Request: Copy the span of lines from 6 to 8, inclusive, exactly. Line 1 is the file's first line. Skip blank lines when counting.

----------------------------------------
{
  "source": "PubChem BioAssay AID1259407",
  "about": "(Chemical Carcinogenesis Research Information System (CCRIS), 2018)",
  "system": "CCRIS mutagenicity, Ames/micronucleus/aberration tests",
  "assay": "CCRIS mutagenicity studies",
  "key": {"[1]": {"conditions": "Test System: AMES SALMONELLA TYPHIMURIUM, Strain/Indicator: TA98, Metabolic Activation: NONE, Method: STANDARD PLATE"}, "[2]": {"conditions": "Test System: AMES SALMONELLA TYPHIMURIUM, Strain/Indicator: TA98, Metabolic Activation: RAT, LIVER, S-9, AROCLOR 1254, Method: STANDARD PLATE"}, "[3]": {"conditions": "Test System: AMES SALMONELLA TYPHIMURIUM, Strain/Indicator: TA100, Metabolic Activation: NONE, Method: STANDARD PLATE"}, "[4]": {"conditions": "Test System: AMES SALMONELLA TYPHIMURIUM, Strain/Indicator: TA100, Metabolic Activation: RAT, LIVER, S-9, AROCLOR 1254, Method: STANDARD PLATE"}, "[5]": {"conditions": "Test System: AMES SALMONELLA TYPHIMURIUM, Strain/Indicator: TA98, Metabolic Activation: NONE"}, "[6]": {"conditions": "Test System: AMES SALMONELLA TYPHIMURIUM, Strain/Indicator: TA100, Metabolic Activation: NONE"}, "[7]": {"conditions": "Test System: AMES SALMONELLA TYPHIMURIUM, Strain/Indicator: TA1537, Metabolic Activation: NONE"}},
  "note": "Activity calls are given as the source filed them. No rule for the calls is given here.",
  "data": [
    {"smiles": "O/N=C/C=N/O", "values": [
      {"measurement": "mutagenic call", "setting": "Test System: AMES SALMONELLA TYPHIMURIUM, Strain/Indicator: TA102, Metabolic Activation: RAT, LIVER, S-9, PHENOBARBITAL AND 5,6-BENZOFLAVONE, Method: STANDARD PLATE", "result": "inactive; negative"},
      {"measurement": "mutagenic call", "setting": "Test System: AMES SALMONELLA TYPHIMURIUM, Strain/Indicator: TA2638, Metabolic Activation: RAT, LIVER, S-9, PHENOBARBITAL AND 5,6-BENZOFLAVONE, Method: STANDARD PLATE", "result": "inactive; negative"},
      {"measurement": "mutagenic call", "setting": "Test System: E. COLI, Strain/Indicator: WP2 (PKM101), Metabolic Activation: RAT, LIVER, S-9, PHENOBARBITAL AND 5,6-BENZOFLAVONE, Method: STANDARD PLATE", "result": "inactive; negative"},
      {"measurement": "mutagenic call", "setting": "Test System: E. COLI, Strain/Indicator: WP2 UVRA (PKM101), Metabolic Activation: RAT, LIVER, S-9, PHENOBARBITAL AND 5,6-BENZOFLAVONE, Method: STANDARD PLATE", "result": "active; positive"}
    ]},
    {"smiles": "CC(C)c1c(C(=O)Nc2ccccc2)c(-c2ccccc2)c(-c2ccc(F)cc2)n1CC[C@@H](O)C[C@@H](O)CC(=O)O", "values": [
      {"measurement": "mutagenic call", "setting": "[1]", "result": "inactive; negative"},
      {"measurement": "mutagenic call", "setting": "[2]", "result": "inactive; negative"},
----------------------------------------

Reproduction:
  "key": {"[1]": {"conditions": "Test System: AMES SALMONELLA TYPHIMURIUM, Strain/Indicator: TA98, Metabolic Activation: NONE, Method: STANDARD PLATE"}, "[2]": {"conditions": "Test System: AMES SALMONELLA TYPHIMURIUM, Strain/Indicator: TA98, Metabolic Activation: RAT, LIVER, S-9, AROCLOR 1254, Method: STANDARD PLATE"}, "[3]": {"conditions": "Test System: AMES SALMONELLA TYPHIMURIUM, Strain/Indicator: TA100, Metabolic Activation: NONE, Method: STANDARD PLATE"}, "[4]": {"conditions": "Test System: AMES SALMONELLA TYPHIMURIUM, Strain/Indicator: TA100, Metabolic Activation: RAT, LIVER, S-9, AROCLOR 1254, Method: STANDARD PLATE"}, "[5]": {"conditions": "Test System: AMES SALMONELLA TYPHIMURIUM, Strain/Indicator: TA98, Metabolic Activation: NONE"}, "[6]": {"conditions": "Test System: AMES SALMONELLA TYPHIMURIUM, Strain/Indicator: TA100, Metabolic Activation: NONE"}, "[7]": {"conditions": "Test System: AMES SALMONELLA TYPHIMURIUM, Strain/Indicator: TA1537, Metabolic Activation: NONE"}},
  "note": "Activity calls are given as the source filed them. No rule for the calls is given here.",
  "data": [